He also runs Milligan Farms L.L.C., which farms 4,000 acres of wheat, soybeans, dry beans, and corn near Cass City. The farm has been in the family since 1910.

MWP mostly funds and directs research centered on quality and yield issues in winter wheat (65 percent of its budget goes toward research). Research has included everything from breeding and genetics to disease and nutrient management, high management, crop rotation and weed control.

The first step in the Michigan Wheat Program’s wheat research strategy began in 2012 when the first research projects were funded. Every year since, the program has funded more projects and addressed more wheat issues. So far, the MWP has invested more than $1.5 million in nearly 75 wheat research projects, most at MSU.

The second objective of the wheat research program was to secure a high-quality research team at MSU, through new positions and dedicating existing staff positions to wheat needs.

MSU Extension wheat educator Martin Nagelkirk and MSU wheat specialist Dennis Pennington, hired last summer, oversee field trials and communicate results to wheat farmers.

With a top-notch team in place, Milligan said it became obvious that there was also a need for more land to conduct additional long-term wheat research in strategic locations.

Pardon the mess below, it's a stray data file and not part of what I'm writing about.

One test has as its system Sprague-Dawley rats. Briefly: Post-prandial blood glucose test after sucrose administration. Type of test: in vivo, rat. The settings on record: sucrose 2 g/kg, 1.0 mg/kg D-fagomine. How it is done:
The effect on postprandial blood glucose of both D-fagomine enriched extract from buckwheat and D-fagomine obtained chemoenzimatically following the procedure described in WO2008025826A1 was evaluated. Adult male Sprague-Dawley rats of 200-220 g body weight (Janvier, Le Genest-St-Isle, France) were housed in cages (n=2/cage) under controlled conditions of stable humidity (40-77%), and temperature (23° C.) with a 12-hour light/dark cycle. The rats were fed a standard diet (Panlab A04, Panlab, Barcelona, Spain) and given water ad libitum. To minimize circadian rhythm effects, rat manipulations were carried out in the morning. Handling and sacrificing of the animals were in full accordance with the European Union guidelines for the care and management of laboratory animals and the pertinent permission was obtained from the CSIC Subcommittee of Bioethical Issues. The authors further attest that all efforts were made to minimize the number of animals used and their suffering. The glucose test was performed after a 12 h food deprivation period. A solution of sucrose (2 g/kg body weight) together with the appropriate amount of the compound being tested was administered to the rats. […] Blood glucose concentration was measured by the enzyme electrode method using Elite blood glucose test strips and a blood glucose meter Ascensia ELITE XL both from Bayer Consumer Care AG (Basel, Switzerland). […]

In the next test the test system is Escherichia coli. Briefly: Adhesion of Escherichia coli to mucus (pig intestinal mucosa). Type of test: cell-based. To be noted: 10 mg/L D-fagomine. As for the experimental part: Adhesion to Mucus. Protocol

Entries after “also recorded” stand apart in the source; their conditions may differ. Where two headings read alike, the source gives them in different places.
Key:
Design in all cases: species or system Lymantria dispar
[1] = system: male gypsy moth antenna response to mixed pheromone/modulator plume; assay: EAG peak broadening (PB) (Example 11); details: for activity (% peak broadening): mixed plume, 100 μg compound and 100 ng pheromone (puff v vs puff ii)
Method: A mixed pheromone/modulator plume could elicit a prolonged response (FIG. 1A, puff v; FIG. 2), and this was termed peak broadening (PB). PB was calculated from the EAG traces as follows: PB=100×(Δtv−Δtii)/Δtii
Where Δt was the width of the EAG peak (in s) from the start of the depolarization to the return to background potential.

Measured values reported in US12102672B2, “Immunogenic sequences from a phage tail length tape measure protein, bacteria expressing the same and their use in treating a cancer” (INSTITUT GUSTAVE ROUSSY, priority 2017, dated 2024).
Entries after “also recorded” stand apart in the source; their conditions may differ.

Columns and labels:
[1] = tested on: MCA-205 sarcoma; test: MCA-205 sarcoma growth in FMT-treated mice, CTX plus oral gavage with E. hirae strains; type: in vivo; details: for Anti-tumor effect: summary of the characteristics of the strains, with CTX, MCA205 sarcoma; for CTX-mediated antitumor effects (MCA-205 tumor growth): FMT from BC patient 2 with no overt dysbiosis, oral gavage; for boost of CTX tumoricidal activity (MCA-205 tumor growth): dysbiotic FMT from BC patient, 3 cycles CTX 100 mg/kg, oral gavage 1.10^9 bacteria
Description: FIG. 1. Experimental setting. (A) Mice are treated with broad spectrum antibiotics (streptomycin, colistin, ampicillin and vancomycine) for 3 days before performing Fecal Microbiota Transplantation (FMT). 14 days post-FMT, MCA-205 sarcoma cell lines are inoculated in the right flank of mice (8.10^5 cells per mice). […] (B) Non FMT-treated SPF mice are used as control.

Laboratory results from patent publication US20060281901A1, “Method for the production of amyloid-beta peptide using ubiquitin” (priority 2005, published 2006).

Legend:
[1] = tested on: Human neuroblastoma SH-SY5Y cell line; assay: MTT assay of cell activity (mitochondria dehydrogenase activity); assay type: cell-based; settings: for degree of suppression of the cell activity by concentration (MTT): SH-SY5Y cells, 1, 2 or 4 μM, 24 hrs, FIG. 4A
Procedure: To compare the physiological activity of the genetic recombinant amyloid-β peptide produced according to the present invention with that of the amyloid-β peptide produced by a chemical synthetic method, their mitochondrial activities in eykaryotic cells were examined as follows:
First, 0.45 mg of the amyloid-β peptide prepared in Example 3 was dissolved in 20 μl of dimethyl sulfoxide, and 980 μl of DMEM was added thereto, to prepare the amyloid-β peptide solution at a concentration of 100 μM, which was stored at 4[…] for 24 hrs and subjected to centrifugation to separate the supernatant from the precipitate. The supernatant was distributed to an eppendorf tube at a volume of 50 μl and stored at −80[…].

In June, MWP announced that it would provide $700,000 so that MSU could purchase 150 acres adjacent to the current bean and sugar beet research farm (Saginaw Valley Research and Extension Center) in Richville (near Frankenmuth), which will allow dedicated crop rotation trials with other key agricultural crops, Milligan added.

“If we want wheat to be included in crop rotation research in locations that are near major wheat production areas, we need to ensure that MSU has both the land and a commitment to serve the wheat industry going forward,” said MWP executive director Jody Pollok-Newsom, in a release at the time of the announcement. “The board has worked out an agreement that achieves this.”

Doug Buhler, director of MSUAgBioResearch, said he was pleased to see the support of the Michigan wheat producers in expanding the focus of research at SVREC.

“We work in close partnership with the commodity organizations throughout Michigan to ensure we’re meeting their research and outreach needs,” Buhler said. “This generous contribution exemplifies the trust and reliance that producers here in the state have come to expect from MSU.”

Milligan said it’s one of the more tangible ways the MWP has had successes since 2011.

Another big one?

Helping farmers gain access to adequate insurance coverage for crop loss due to “low falling numbers,” a problem caused by an enzyme that forms in a kernel of wheat and eats away at the starch. It can be caused by rains late in the harvest season or wide swings in temperature during key times of growth.

“We’ve spent a lot of time and effort to have that changed for white wheat,” Milligan said, adding that MWP continues working for similar coverage for red wheat (in Michigan, about 60 percent of wheat is red, 40 percent white).

“It probably wouldn’t have happened without the MWP,” Milligan said. “We’re not trying to blow our own horn, but somebody had to do it.”